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Blue Collar Theologian

My name is Mandy Sweigart-Quinn, I live in Lancaster, PA and I am a “Blue Collar Theologian.” I love Jesus! I am passionate about His Word (The Holy Bible)! I come alive when I can encourage others in their walk with Jesus (whether by writing or speaking). As a “Blue Collar Theologian” it is my aim to live/practice/work out my Christian hope with sincerity, authenticity and genuineness. As a “Blue Collar Theologian,” I strive to meet people right where they are (“Incarnational Theology”). I graduated in May 2019 from Capital Seminary and Graduate School with a Master's in Biblical Studies. I am a passionate, excited and enthusiastic person! I love flowers, sports and sunsets. Since January 2, 2018 I have had the privilege of being married to Nathan.

42 thoughts on “Nazirite Vow”

  1. Wow! I had never seen that about women as well. I look forward to your research on this.

    I quickly found this: “A “man or woman” (Num. 6:2) from any tribe could enjoy special sanctity as a Nazirite. Jewish tradition tells us that pious women chose to become Nazirites during the Second Temple period and provides names of some of them, including Queen Helena of Adiabne and Miriam of Tadmor (Palmyra). The fact that royal women wanted to be Nazirites indicates that this status was an honored one.”

    Roy Gane, Leviticus, Numbers, The NIV Application Commentary (Grand Rapids, MI: Zondervan, 2004), 532–533.

    Blessings.

    Liked by 1 person

  2. I have never noticed women can participate in the Nazirite vow before, yet its there stated in the text of Numbers 6. This vow is one that I feel I definitely need to do a deep dive study of sometime in the future. Thank you for this post. Wow I learned something new, like really new

    Liked by 2 people

    1. Thank you SO much for taking the time to read and ponder this. I really appreciate it! I am so thankful and humbled by how God opens His peoples eyes to His Word. I remember studying what life was like for Jewish and non Jewish women in the Greco-Roman world. What a fascinating comparison!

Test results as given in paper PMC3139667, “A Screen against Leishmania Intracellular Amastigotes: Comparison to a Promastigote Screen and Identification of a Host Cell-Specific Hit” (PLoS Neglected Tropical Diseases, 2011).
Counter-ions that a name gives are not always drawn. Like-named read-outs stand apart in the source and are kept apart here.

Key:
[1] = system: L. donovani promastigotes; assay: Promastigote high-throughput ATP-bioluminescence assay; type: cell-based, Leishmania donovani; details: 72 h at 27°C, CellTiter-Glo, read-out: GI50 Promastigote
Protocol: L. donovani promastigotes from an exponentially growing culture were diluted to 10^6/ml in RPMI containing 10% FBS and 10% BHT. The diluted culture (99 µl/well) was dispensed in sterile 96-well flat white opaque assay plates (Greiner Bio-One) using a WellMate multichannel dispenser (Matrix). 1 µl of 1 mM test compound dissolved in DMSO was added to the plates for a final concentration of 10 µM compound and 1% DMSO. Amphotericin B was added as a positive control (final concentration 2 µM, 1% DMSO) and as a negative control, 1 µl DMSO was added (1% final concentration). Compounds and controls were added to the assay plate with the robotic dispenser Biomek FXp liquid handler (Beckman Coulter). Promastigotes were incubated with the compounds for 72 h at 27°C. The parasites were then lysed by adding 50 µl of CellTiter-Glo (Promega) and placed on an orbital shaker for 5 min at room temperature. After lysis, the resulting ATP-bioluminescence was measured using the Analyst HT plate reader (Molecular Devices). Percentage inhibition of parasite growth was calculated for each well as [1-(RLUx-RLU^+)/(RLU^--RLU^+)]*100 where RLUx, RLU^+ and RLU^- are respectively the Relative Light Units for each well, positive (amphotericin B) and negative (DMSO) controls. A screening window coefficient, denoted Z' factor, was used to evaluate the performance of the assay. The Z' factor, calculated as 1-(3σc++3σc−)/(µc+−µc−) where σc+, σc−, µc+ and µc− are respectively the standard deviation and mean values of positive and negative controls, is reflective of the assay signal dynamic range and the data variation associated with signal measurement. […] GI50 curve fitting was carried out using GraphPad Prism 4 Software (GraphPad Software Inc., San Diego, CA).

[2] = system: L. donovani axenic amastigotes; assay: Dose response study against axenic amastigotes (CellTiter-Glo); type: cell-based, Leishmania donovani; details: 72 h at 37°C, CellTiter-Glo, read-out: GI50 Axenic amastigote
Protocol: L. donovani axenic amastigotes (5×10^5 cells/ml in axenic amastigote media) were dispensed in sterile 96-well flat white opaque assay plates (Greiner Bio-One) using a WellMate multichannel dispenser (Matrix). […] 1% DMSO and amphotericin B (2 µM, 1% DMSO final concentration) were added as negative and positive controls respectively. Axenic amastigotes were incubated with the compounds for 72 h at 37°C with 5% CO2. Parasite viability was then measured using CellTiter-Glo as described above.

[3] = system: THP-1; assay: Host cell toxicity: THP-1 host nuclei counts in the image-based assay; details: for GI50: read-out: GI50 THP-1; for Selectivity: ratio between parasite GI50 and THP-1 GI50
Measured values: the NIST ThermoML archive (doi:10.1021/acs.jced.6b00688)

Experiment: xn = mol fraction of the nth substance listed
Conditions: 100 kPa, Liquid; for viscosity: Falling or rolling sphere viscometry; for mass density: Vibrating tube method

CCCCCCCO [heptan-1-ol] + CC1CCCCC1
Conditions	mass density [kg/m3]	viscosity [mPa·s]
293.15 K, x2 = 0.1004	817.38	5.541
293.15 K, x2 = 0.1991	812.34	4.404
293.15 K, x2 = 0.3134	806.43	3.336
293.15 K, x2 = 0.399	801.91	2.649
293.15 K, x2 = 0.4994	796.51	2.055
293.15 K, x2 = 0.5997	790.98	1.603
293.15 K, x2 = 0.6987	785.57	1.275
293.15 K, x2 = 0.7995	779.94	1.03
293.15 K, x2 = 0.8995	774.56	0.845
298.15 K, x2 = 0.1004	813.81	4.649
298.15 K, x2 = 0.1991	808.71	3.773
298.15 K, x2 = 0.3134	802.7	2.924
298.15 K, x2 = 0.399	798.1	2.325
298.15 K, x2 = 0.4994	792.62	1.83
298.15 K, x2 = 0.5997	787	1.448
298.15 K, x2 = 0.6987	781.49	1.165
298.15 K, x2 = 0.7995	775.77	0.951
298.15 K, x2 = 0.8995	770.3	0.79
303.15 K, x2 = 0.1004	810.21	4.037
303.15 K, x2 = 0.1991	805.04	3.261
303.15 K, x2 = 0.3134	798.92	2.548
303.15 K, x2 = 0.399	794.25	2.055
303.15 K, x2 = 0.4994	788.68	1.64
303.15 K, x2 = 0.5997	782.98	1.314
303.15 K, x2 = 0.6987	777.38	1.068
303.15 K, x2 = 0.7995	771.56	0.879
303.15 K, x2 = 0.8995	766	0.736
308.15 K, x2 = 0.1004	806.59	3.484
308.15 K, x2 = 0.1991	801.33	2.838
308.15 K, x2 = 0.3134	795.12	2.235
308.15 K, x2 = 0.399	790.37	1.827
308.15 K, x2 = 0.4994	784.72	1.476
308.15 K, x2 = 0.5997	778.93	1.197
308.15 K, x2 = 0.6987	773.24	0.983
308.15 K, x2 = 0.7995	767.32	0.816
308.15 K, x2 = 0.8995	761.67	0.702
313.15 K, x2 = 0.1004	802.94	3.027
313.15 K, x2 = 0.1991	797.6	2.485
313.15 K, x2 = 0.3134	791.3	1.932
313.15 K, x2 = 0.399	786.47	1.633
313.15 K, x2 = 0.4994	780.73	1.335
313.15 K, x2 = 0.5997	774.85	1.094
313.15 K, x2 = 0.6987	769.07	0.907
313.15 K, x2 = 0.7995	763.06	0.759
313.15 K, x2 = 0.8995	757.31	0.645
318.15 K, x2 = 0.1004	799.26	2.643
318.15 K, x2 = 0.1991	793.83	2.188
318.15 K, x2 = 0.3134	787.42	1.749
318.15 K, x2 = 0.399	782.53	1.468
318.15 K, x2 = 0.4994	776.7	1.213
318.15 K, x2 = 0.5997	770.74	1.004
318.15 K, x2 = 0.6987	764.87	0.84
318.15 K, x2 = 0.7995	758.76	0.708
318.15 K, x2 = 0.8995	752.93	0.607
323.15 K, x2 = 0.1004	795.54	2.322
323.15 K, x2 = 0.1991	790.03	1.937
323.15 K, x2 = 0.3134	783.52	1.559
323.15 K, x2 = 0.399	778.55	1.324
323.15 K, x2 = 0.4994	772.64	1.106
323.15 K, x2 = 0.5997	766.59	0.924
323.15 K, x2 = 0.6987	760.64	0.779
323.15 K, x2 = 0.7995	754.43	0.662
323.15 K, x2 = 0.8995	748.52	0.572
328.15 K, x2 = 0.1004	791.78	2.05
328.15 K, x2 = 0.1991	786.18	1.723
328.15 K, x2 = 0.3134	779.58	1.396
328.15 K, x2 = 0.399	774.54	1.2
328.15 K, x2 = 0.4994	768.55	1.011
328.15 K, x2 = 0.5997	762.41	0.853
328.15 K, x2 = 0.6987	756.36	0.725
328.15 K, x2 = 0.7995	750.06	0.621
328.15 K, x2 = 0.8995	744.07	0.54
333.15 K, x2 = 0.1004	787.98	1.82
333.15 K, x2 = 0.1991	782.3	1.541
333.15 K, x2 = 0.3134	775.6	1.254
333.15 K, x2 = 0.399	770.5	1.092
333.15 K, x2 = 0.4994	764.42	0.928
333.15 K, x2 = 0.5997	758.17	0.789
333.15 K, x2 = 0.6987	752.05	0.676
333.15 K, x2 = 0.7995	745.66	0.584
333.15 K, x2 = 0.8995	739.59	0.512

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      1. I had to do that in my phd NT background class. The second temple time period absolutely fascinates me. I appreciate the ANE and the OT setting for sure. I love how everything builds on itself. Have you seen current reports on Ukraine? Do you have contacts? 🙏🙏🙏🙏🙏🙏

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  3. I found this very interesting Mandy. I did not pay attention to whether women could or could not take the Nazareth vow. I am eager to see if you learn more through your research. God does have a place for us women. Another thing that I find that I read so much differing opinions on is the role of women at church.
    Blessings sister 💙

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  4. Now that you mentioned it I wonder what kinds of vows Jewish women made as well and whether they took Nazirite vows. Best wishes on finding the information. The Oral Torah (rabbinic teachings) might have something on it.

    Liked by 1 person

  5. Wow!! Learned a few things by reading your post. Never knew women could be part of the Nazirite vow. Such an interesting subject. Looking forward to your further research.
    God bless you Mandy. 🙏❤️

    Liked by 1 person

  6. My day went well; I was blessed with the prayer meeting today praying for the people of Ukraine; I didn’t hear demonizing of Russians, I heard concerns for all parties and also for salvation of souls and also prayer for specific individuals we are praying be able to be safe

    Liked by 1 person